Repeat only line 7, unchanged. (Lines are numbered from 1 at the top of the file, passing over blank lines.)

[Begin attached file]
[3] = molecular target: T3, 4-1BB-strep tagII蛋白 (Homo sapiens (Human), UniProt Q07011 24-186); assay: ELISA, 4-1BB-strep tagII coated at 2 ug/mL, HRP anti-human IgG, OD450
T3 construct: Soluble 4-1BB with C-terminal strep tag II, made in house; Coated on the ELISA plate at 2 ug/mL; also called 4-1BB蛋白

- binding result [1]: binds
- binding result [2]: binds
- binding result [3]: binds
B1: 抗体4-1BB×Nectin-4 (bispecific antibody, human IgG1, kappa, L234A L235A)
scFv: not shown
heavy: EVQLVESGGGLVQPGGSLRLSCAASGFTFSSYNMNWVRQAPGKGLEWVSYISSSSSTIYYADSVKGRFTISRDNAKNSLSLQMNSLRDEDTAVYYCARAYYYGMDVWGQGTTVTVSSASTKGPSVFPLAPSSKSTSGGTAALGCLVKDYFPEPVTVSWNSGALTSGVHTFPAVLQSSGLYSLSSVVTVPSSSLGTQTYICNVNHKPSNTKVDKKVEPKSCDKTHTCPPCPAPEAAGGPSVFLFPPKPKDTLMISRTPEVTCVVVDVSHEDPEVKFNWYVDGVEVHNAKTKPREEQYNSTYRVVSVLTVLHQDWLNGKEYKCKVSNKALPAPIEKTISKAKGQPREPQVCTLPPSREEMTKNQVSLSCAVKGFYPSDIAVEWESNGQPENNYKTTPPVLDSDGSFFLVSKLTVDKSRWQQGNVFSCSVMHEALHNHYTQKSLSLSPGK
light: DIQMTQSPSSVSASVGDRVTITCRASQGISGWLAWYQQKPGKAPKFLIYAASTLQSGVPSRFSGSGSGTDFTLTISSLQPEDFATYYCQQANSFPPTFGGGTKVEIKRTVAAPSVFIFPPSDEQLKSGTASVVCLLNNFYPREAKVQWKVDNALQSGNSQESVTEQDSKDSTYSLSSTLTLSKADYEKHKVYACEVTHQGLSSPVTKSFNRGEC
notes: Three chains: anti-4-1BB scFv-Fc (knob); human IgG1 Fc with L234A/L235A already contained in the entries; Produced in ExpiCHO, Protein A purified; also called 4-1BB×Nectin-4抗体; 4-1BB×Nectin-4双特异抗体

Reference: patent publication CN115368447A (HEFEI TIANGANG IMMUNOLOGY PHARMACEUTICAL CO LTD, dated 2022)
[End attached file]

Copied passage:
scFv: not shown